The beginning of autumn in South Kashmir’s Pampore area is a time for festivity for the region’s saffron growers. With its rich saffron bloom, Pampore town becomes scenic, its fresh air filled with the fragrance of saffron flowers. The town has become a tourist spot in recent years. During the bloom, tourists are often seen interacting with growers and taking pictures and enjoying the view. Pampore town has also been recognised by the UN Food and Agricultural Organisation as ‘heritage site’.
Pampore town is 12 km from Srinagar, and is where most of the saffron in the region is cultivated. Another prominent site of cultivation is Budgam. Saffron is the valley’s principal cash crop. According to the 2011 Census, almost 16,000 families are dependent on it, including 11,000 women.
After many failed crops in recent years, cultivators have been delighted by this year’s ‘bumper’ crop. The yield of saffron production had dropped dramatically over the last few years thanks to drought.
Women help pluck the saffron flowers and carefully remove their stigmas. This is a labour-intensive step of the process, so maintaining saffron fields can be a costly affair.In 2017 and 2018, saffron production in the region was 16.45 and 5.2 metric tonnes, respectively.
To revive traditional farming practices, the Government of India came up with a ‘National Saffron Mission’ in 2010, at a cost of Rs 400.11 crore, to increase the farmers’ interest in saffron cultivation and to rejuvenate saffron fields and increase production. The project included rejuvenation of saffron land, providing organic manure, construction of 128 deep-wells, installation of sprinkle-irrigation systems, and provision of weeders on subsidies. The project lasted for five years after which it went defunct, with its mission unaccomplished.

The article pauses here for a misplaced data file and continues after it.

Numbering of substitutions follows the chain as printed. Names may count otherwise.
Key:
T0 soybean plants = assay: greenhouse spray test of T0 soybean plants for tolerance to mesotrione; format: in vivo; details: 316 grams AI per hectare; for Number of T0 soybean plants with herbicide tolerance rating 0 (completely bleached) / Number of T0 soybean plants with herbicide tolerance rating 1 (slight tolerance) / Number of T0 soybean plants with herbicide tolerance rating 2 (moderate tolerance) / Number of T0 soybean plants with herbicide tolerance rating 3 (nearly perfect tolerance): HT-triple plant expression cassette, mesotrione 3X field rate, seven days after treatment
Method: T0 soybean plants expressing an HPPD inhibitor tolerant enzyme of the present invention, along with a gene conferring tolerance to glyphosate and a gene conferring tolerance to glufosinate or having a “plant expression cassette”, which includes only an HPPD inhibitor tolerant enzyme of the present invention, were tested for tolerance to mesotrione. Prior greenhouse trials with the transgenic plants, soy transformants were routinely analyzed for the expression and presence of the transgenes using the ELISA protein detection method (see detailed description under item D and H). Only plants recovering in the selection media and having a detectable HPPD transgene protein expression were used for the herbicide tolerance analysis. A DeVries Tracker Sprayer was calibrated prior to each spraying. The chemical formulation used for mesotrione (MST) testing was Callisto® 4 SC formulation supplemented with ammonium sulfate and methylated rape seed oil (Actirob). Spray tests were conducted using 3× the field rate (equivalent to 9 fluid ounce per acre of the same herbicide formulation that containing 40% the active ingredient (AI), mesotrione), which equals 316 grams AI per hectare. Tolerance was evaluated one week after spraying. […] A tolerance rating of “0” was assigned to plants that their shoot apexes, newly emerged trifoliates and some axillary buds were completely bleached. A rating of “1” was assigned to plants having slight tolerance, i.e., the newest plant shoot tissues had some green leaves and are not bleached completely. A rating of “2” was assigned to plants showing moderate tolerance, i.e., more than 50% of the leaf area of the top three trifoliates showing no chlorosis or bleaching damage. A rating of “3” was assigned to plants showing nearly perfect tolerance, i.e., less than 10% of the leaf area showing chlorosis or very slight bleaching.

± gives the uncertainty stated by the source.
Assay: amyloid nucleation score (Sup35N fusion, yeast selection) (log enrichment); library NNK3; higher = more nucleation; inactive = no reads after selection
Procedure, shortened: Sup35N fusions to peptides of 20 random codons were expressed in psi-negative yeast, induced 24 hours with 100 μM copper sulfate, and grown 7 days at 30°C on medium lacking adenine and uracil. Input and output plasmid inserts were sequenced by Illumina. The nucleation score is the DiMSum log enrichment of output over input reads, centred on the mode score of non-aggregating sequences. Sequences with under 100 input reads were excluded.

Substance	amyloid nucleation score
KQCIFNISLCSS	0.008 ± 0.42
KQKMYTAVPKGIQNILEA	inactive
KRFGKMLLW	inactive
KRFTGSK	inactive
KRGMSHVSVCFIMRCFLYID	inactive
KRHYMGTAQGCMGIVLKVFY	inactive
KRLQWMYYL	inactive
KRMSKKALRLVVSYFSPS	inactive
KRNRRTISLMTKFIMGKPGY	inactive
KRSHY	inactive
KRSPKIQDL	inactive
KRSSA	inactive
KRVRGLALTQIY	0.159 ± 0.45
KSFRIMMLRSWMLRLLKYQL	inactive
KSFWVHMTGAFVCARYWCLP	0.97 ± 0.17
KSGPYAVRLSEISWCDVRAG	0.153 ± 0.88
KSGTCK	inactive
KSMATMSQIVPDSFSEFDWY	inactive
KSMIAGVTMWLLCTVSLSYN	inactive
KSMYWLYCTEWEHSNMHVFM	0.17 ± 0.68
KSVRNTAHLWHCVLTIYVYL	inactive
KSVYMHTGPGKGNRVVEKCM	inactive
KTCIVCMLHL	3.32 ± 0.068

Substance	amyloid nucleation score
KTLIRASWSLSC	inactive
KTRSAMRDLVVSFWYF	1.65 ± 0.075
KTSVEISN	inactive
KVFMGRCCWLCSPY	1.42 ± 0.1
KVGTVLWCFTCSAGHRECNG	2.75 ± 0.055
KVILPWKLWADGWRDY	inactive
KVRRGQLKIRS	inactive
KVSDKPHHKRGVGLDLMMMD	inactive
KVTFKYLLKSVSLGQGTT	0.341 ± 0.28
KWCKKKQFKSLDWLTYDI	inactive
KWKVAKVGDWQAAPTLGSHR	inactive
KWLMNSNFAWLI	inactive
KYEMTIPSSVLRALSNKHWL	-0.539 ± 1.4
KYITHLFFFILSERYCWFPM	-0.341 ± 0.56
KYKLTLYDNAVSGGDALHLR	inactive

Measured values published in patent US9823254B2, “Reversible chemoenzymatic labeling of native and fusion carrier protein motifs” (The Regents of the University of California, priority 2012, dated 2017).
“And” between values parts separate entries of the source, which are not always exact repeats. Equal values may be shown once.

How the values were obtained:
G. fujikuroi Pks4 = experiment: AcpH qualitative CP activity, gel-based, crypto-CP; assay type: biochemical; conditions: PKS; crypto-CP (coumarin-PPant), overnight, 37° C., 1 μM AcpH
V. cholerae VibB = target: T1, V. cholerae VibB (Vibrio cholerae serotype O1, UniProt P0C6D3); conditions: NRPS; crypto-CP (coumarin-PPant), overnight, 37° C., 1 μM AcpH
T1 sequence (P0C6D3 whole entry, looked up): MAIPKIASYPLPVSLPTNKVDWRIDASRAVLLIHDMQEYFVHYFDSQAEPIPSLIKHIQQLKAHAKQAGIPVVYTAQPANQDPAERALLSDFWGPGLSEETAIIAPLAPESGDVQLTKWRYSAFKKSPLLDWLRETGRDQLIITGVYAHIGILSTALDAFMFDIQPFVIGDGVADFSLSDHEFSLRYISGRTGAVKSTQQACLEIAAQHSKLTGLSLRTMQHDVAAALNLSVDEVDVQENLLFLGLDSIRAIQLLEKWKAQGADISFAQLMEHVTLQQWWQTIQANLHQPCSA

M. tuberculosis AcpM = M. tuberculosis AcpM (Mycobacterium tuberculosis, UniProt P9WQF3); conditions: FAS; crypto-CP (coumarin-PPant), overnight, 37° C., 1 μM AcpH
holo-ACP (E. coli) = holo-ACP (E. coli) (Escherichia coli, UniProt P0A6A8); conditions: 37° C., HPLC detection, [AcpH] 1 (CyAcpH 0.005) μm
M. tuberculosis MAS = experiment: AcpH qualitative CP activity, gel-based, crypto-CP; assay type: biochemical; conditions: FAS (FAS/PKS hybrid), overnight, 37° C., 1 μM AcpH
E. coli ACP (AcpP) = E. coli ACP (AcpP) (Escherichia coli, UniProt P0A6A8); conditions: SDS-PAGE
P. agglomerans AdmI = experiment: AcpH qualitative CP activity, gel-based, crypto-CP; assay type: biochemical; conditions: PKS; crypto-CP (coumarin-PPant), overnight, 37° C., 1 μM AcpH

In 2017 and 2018, saffron production in the region was 16.45 and 5.2 metric tonnes, respectively. In 2019, it was estimated to be 5.91 metric tonnes – i.e. 80% of the crop had failed relative to 2017. By late 2020, however, production had increased to 13.2 metric tonnes, according to the state agriculture department. The prime reason for these fluctuating fortunes has been, and will increasingly be, climate change.
Kashmiri saffron is considered to be one of the finest spices worldwide. Kashmiri saffron has the highest crocin content in the world. This ‘Crocin’ is not paracetamol but a naturally produced pigment. The crocin content of Kashmiri saffron is 8.7% (versus 6.8% for Iranian saffron, e.g.). The Kashmir saffron also stands out in terms of its texture, colour and aroma.
Umer Ahmed is a journalist in Srinagar.